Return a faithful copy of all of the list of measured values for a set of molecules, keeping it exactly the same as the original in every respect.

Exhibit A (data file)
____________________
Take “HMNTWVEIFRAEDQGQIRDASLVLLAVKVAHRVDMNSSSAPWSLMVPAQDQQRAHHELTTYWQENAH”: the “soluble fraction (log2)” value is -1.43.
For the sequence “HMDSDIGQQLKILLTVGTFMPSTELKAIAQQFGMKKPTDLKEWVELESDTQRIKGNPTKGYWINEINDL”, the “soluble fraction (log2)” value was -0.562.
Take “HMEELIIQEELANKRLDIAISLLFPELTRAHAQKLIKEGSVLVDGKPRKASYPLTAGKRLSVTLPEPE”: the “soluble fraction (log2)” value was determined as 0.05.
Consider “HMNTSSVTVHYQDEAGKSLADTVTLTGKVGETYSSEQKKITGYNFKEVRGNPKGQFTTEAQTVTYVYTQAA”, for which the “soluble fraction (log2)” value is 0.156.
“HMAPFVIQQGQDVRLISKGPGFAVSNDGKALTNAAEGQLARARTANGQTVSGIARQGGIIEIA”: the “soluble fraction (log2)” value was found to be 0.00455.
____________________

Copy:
Take “HMNTWVEIFRAEDQGQIRDASLVLLAVKVAHRVDMNSSSAPWSLMVPAQDQQRAHHELTTYWQENAH”: the “soluble fraction (log2)” value is -1.43.
For the sequence “HMDSDIGQQLKILLTVGTFMPSTELKAIAQQFGMKKPTDLKEWVELESDTQRIKGNPTKGYWINEINDL”, the “soluble fraction (log2)” value was -0.562.
Take “HMEELIIQEELANKRLDIAISLLFPELTRAHAQKLIKEGSVLVDGKPRKASYPLTAGKRLSVTLPEPE”: the “soluble fraction (log2)” value was determined as 0.05.
Consider “HMNTSSVTVHYQDEAGKSLADTVTLTGKVGETYSSEQKKITGYNFKEVRGNPKGQFTTEAQTVTYVYTQAA”, for which the “soluble fraction (log2)” value is 0.156.
“HMAPFVIQQGQDVRLISKGPGFAVSNDGKALTNAAEGQLARARTANGQTVSGIARQGGIIEIA”: the “soluble fraction (log2)” value was found to be 0.00455.